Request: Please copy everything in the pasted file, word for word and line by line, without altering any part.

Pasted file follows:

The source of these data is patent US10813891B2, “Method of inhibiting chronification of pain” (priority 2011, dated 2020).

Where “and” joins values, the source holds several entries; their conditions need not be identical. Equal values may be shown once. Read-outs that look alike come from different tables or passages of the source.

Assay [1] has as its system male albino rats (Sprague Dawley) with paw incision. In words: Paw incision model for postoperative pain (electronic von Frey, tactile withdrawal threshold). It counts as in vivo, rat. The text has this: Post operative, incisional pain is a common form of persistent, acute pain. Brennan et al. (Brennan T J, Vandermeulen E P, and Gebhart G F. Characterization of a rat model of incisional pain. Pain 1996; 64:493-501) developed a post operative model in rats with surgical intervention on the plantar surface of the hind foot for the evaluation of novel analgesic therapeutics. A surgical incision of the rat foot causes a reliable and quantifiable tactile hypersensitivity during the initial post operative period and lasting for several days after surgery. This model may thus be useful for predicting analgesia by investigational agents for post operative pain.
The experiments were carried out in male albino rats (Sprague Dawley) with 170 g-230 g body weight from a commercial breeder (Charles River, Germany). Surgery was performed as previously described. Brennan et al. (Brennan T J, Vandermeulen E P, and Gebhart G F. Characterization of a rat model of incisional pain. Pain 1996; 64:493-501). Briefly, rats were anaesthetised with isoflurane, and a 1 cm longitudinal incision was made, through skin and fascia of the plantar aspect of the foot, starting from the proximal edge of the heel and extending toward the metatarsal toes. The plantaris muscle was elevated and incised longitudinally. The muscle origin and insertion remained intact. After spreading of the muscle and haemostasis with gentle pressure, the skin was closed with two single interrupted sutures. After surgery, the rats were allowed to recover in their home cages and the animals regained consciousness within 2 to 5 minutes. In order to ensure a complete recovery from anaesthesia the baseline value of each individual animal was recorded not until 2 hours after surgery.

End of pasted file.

The source of these data is patent US10813891B2, “Method of inhibiting chronification of pain” (priority 2011, dated 2020).

Where “and” joins values, the source holds several entries; their conditions need not be identical. Equal values may be shown once. Read-outs that look alike come from different tables or passages of the source.

Assay [1] has as its system male albino rats (Sprague Dawley) with paw incision. In words: Paw incision model for postoperative pain (electronic von Frey, tactile withdrawal threshold). It counts as in vivo, rat. The text has this: Post operative, incisional pain is a common form of persistent, acute pain. Brennan et al. (Brennan T J, Vandermeulen E P, and Gebhart G F. Characterization of a rat model of incisional pain. Pain 1996; 64:493-501) developed a post operative model in rats with surgical intervention on the plantar surface of the hind foot for the evaluation of novel analgesic therapeutics. A surgical incision of the rat foot causes a reliable and quantifiable tactile hypersensitivity during the initial post operative period and lasting for several days after surgery. This model may thus be useful for predicting analgesia by investigational agents for post operative pain.
The experiments were carried out in male albino rats (Sprague Dawley) with 170 g-230 g body weight from a commercial breeder (Charles River, Germany). Surgery was performed as previously described. Brennan et al. (Brennan T J, Vandermeulen E P, and Gebhart G F. Characterization of a rat model of incisional pain. Pain 1996; 64:493-501). Briefly, rats were anaesthetised with isoflurane, and a 1 cm longitudinal incision was made, through skin and fascia of the plantar aspect of the foot, starting from the proximal edge of the heel and extending toward the metatarsal toes. The plantaris muscle was elevated and incised longitudinally. The muscle origin and insertion remained intact. After spreading of the muscle and haemostasis with gentle pressure, the skin was closed with two single interrupted sutures. After surgery, the rats were allowed to recover in their home cages and the animals regained consciousness within 2 to 5 minutes. In order to ensure a complete recovery from anaesthesia the baseline value of each individual animal was recorded not until 2 hours after surgery.